Song of Solomon 1:15 MEANING

Song of Solomon 1:15
(15) Behold, thou art fair.--The song is now transferred to a male speaker--the advocates for the dramatic theory cannot agree whether Solomon or the shepherd; and no wonder, since the poem gives no indication.

My love.--Marg., companion, LXX. ???????, in Heb. rayati, is used for the female, dodi being her usual term for her lover. Beyond this the terms of endearment used cannot safely be pressed for any theory.

Thou hast doves' eyes.--Literally, thine eyes are doves'. The same image is repeated (Song of Solomon 4:1), and adopted in return by the heroine (Song of Solomon 5:12). The point of the comparison is either quickness of glance or generally tenderness and grace. The dove, a favourite with all poets as an emblem of love, is especially dear to this bard. Out of about fifty mentions of the bird in Scripture, seven occur in the short compass of this book. For general account of the dove in Palestine, see Psalm 55:6, and for particular allusions Notes below to Song of Solomon 2:11-12; Song of Solomon 2:14. (Comp. Shakespeare's Coriolanus, v. 3:--

"Or those doves' eyes

That can make gods forsworn."

Tennyson's Maud:--

"Do I hear her sing as of old,

My bird with the shining head,

My own dove, with her tender eye?")

Verse 15. - Behold, thou art fair, my love; behold, thou art fair; thine eyes are as doves; literally, thine eyes are doves. The king receives the worship of his bride and delights in her. She is very sweet and fair to him. The dove is a natural symbol of love; hence it was attached by the classical nations to the garden of love, together with the myrtle, rose, and apple, all of which we find introduced in this Hebrew poem. Hence the Arabic name for a dove, Jemima, as we see in the Book of Job, was the name of a woman (cf. Columbina). The language of the king is that of ecstasy; hence the interjection and repetition. The enraptured monarch gazes into the eyes of his beloved bride, and sees there only purity, constancy, and affection. In Song of Solomon 7:4 the eyes are compared to fish ponds, no doubt for their clear, liquid depth and serenity. Some have thought that the allusion is to the very lovely eyes of the doves; but there is no need of the limitation.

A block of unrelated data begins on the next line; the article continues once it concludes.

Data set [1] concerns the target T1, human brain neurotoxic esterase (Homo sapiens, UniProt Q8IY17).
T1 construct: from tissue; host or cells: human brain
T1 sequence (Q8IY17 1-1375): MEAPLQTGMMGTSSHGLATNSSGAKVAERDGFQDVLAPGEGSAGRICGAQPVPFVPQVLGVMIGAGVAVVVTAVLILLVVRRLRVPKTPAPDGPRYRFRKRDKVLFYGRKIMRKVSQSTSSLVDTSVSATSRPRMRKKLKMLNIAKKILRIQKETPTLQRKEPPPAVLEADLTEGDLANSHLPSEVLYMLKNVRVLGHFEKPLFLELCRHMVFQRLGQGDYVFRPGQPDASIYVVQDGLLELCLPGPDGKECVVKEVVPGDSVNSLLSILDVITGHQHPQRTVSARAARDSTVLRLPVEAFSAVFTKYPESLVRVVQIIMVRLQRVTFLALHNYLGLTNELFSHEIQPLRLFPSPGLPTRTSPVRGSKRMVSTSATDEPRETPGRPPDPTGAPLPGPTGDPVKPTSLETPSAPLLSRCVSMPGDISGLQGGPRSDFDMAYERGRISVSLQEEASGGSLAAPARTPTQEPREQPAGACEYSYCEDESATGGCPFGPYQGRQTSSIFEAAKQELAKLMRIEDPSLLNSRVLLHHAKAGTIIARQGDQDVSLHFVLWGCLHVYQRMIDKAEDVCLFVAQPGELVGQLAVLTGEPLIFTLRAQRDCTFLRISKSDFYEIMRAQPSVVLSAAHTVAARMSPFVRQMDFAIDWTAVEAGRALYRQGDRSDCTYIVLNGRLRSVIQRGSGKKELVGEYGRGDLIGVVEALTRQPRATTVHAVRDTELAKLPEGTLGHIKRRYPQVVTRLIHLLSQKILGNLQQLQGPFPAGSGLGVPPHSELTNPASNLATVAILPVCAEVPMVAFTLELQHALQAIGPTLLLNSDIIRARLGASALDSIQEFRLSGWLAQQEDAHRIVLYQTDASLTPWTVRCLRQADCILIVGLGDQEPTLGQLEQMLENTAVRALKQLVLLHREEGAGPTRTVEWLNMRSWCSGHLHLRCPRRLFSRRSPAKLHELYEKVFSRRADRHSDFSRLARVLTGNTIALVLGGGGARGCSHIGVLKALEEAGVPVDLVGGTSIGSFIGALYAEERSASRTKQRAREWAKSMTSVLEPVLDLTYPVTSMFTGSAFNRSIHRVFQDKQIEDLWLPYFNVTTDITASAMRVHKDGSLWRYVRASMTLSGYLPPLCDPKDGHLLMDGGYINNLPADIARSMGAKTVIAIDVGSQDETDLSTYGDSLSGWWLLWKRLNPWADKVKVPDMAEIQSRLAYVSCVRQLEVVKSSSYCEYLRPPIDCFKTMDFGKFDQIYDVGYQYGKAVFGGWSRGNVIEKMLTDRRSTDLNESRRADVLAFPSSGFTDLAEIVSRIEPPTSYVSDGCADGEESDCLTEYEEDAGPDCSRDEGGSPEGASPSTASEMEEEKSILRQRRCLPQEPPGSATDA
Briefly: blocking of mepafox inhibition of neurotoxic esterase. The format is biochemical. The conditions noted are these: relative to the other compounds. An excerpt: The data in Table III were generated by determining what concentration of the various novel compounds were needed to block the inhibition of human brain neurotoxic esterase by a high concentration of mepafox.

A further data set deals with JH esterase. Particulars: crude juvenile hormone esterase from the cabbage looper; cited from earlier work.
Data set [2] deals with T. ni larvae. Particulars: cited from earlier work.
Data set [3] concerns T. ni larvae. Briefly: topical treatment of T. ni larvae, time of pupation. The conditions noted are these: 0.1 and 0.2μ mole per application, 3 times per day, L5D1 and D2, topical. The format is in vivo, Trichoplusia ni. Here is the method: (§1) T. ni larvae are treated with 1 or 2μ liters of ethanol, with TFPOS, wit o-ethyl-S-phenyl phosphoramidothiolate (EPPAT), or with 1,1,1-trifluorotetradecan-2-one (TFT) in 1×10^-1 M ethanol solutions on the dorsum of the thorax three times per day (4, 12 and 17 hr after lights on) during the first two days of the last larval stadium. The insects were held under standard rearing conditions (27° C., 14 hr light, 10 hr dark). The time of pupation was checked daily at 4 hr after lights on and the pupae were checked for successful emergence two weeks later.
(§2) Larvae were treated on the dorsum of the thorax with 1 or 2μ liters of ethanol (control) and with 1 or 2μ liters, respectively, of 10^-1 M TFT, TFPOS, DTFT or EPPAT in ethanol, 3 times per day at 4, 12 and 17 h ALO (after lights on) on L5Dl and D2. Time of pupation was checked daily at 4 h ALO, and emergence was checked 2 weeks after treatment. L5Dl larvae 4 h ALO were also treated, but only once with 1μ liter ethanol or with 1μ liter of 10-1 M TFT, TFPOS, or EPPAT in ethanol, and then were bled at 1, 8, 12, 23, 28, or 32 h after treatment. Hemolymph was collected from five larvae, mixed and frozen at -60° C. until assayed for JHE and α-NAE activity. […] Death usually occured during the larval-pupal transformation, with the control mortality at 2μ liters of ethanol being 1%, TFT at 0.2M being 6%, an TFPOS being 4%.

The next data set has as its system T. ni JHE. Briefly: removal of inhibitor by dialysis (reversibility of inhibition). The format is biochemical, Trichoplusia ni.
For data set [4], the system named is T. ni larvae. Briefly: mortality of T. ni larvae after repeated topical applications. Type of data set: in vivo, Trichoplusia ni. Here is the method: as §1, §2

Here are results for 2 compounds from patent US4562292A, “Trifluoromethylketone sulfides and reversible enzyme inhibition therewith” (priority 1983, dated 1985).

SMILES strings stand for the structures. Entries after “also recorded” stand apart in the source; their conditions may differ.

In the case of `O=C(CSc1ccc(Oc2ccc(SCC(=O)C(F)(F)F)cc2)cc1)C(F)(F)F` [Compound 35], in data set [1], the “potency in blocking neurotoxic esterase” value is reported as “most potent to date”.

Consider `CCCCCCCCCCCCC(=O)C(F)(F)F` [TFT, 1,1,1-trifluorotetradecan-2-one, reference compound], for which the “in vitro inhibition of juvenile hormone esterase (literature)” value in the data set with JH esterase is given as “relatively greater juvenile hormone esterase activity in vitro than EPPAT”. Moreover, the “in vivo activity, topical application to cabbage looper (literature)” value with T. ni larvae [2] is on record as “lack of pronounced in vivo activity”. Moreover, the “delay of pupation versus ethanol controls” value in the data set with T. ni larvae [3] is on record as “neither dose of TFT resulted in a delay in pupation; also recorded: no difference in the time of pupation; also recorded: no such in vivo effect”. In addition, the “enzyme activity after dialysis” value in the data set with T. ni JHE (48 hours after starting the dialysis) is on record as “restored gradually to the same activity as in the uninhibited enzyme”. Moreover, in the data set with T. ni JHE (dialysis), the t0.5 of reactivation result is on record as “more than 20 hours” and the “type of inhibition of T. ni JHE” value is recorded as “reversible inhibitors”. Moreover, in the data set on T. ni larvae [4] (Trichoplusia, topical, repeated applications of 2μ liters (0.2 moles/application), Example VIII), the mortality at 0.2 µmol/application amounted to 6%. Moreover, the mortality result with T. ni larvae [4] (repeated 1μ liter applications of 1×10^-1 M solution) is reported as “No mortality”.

1:9-17 The Bridegroom gives high praises of his spouse. In the sight of Christ believers are the excellent of the earth, fitted to be instruments for promoting his glory. The spiritual gifts and graces which Christ bestows on every true believer, are described by the ornaments then in use, ver. 10,11. The graces of the saints are many, but there is dependence upon each other. He who is the Author, will be the Finisher of the good work. The grace received from Christ's fulness, springs forth into lively exercises of faith, affection, and gratitude. Yet Christ, not his gifts, is most precious to them. The word translated camphire, signifies atonement or propitiation. Christ is dear to all believers, because he is the propitiation for their sins. No pretender must have his place in the soul. They resolved to lodge him in their hearts all the night; during the continuance of the troubles of life. Christ takes delight in the good work which his grace has wrought on the souls of believers. This should engage all who are made holy, to be very thankful for that grace which has made those fair, who by nature were deformed. The spouse (the believer) has a humble, modest eye, discovering simplicity and godly sincerity; eyes enlightened and guided by the Holy Spirit, that blessed Dove. The church expresses her value for Christ. Thou art the great Original, but I am but a faint and imperfect copy. Many are fair to look at, yet their temper renders them unpleasant: but Christ is fair, yet pleasant. The believer, ver. 16, speaks with praise of those holy ordinances in which true believers have fellowship with Christ. Whether the believer is in the courts of the Lord, or in retirement; whether following his daily labours, or confined on the bed of sickness, or even in a dungeon, a sense of the Divine presence will turn the place into a paradise. Thus the soul, daily having fellowship with the Father, the Son, and the Holy Spirit, enjoys a lively hope of an incorruptible, undefiled, and unfading inheritance above.Behold, thou art fair, my love,.... These are the words of Christ, commending the beauty and comeliness of the church, expressing his great affection for her, and his high esteem of her; of her fairness and beauty; see Gill on Sol 1:5; see Gill on Sol 1:8; of the title of Christ's love, as given her by him; see Gill on Sol 1:9; a "behold" is prefixed to this account her, as a note of attention, to consider her complete comeliness in Christ, and not pore on her own blackness; and as a note of admiration, that she who was so black and uncomely in herself should be so fair and beautiful in his eyes, through his blood, righteousness, and grace; and as a note of asseveration, assuring her of the truth of it, which she might be apt to call in question; and, to prevent which, it is also repeated,